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Mindfulness and Mental Health

Mindfulness and Mental Health

The secret of happiness is this: let your interests be as wide as possible, and let your reactions to the things and persons that interest you be as far as possible friendly rather than hostile.

Bertrand Russell, The Conquest of Happiness (1955: 123)

Does mindfulness inexorably support healthy development? This might be answered by a consideration of the markers of health, such as psychological status, adjustment, satisfaction and productivity, of people exhibiting different degrees of attainment. I am unaware of any study having such breadth, but counter-examples go a long way to nullify a hypothesis of this kind. While there is significant scientific and anecdotal evidence of the frequently positive impact of mindfulness on negative moods, tension and intrusive mental events, there is relatively little concerning what many would feel is a cardinal indicator of health: interpersonal relationships. We shall look first at how mental health can be thought about as something other than absence of mental illness, giving priority to models that refer to awareness and attention in developing their alternative concepts of health. These will provide a useful context in further consideration of where mindfulness stands in relation to mental health.

Mental health 

In Mindfulness – Origins and Concepts we’ve seen how, in traditional Buddhism, mindfulness was identified with a unique form of mental purification that not only overcame sorrow, distress, pain and sadness, but also set the practitioner on the right path to achieve the permanent liberation represented by Nibbana. In Science of Mindfulness we’ve also seen three contrasting types of study conducted with experienced mindfulness practitioners were reported. They were each consistent with mindfulness practice being associated with continuing changes in awareness over time, and with psychological changes taken to signify greater well-being. We’ve also discovered the different aims and methods of some Western therapeutic approaches that embrace mindfulness were outlined. These point to different ways in which it can promote health, through the prevention as well as the alleviation of recognised mental disorders. We also saw how tensions can appear between mindfulness and other aspects of a traditional psychotherapeutic framework if it is introduced. In Mindfulness Therapy For Anxiety, Depression, Anger, Trauma, Relationships, Emotional Regulation we’ve discovered the ways in which mindfulness-dependent treatments are used to relieve psychological disorders were reviewed, noting the incompleteness of the evidence at present. Analysis of its likely actions when used therapeutically for specific conditions helps to identify what may be crucial to its healing function. We’ve also discussed, the foundations or establishing of mindfulness were considered in contemporary terms. It was noted that techniques that have complemented it in traditional settings, such as practices for loving-kindness or compassion, are finding contemporary analogues too.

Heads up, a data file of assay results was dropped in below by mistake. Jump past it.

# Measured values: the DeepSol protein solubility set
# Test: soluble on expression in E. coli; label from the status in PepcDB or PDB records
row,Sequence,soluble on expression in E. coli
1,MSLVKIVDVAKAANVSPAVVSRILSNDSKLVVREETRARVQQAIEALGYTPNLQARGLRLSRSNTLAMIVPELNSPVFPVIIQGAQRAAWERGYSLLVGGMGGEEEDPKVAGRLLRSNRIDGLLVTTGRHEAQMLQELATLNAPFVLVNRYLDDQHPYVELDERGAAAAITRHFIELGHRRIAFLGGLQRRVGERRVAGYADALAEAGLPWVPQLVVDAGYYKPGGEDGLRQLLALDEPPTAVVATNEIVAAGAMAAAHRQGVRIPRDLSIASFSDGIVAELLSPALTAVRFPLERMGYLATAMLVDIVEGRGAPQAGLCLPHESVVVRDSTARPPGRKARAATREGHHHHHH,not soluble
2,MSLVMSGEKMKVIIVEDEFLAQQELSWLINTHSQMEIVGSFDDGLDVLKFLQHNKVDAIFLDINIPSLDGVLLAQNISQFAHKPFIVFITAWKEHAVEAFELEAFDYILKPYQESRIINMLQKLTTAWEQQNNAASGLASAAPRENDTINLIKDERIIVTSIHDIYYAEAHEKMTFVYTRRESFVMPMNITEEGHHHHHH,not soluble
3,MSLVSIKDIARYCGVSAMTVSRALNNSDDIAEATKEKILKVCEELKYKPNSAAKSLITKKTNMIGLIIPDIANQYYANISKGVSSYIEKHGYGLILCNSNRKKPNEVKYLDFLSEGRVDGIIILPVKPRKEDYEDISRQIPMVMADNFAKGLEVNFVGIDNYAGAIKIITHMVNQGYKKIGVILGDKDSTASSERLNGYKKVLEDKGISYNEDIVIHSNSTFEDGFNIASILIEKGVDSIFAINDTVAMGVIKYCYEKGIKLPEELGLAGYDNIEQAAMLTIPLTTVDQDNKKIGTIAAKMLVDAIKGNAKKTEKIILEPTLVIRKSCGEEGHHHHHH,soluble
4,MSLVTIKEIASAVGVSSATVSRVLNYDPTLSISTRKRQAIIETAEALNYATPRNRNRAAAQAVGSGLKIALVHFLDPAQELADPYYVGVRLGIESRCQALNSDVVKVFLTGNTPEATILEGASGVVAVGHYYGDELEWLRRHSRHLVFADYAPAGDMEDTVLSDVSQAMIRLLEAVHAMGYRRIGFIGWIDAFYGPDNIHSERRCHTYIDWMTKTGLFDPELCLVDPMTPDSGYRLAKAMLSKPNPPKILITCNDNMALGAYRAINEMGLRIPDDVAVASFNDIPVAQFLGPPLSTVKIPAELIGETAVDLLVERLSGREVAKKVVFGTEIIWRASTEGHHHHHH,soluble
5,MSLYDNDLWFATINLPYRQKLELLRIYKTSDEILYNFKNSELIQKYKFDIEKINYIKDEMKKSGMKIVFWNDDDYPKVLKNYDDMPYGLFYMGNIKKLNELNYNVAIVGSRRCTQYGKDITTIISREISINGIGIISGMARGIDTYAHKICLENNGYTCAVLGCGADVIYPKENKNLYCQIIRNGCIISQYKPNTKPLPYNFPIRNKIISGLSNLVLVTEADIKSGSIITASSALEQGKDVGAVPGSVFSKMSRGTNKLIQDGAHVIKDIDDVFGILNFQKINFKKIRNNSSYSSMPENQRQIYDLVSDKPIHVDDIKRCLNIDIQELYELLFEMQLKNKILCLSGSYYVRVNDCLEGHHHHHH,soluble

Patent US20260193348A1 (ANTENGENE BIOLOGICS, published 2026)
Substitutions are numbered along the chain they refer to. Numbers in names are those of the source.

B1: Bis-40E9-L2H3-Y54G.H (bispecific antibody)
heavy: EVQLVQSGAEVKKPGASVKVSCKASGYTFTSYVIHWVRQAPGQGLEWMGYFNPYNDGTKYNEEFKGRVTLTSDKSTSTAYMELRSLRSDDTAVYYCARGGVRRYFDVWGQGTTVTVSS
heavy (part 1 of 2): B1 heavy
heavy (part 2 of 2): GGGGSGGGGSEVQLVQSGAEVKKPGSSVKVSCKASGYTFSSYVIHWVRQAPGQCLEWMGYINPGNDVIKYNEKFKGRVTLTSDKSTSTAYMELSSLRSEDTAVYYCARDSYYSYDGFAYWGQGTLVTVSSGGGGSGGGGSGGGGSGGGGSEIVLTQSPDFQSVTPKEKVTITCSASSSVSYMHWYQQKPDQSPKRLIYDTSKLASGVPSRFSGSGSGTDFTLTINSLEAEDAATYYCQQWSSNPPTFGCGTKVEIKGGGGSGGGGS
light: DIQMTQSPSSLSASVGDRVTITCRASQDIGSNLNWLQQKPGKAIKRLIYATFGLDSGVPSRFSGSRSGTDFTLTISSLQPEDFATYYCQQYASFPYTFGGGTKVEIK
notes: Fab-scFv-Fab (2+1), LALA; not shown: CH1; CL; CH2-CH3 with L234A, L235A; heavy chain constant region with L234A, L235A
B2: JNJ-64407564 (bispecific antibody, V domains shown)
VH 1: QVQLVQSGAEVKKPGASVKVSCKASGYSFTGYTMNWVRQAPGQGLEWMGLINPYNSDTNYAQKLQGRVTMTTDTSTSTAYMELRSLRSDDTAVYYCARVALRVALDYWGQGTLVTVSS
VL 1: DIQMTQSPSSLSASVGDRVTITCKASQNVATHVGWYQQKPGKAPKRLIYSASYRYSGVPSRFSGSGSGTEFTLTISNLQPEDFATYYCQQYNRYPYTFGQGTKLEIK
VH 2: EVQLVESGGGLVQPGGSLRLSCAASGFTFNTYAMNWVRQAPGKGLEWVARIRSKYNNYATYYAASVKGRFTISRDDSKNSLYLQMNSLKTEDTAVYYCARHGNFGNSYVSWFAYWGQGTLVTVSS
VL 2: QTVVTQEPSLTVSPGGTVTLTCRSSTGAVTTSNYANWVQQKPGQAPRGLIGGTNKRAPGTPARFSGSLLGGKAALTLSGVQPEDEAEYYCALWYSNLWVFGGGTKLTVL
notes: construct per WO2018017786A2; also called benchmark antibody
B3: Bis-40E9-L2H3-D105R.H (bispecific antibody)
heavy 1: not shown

At least two important questions remain for this survey. One, that surfaced more than once in Mindfulness Therapy, is the extent to which it is possible to detach mindfulness as something which helps in the treatment of mental disorders from something that contributes to mental health through personal growth and the flourishing of latent capabilities.

The answers may be less obvious than they first appear. One very distinctive characteristic of mindfulness is its emphasis on process. It begins and ends with awareness, rather than any of the contents of experience. Mindfulness cannot be identified with a particular aim or a particular result. Kabat-Zinn (2005) has summarised this understanding by emphasising how meditation is a way of being, rather than a technique. While it is the nature of mindfulness for awareness to be shared without favour between all things that present to it, he also indicates the importance of being aware in a non-discursive way of factors influencing the unfolding of awareness, and of how these work either to liberate or imprison us at each moment. Because mindfulness is not about getting anything or anywhere special, but accepting how things truly are, the old lyric seems opposite: ‘It’s not what you do, but the way that you do it.’

In contrast to this focus on process, it is commonly assumed that mental health is dependent on factors such as people’s relationships or their sense of meaning and purpose. While these can support the development of mindfulness, and may benefit from it, they are not attentional processes and cannot be identified with mindfulness. An alternative construct that has been recently implicated in discussions of psychological well-being, and that is identified with attentional process, is Csikszentmihalyi’s (1990) concept of ‘flow’.

Flow and mental health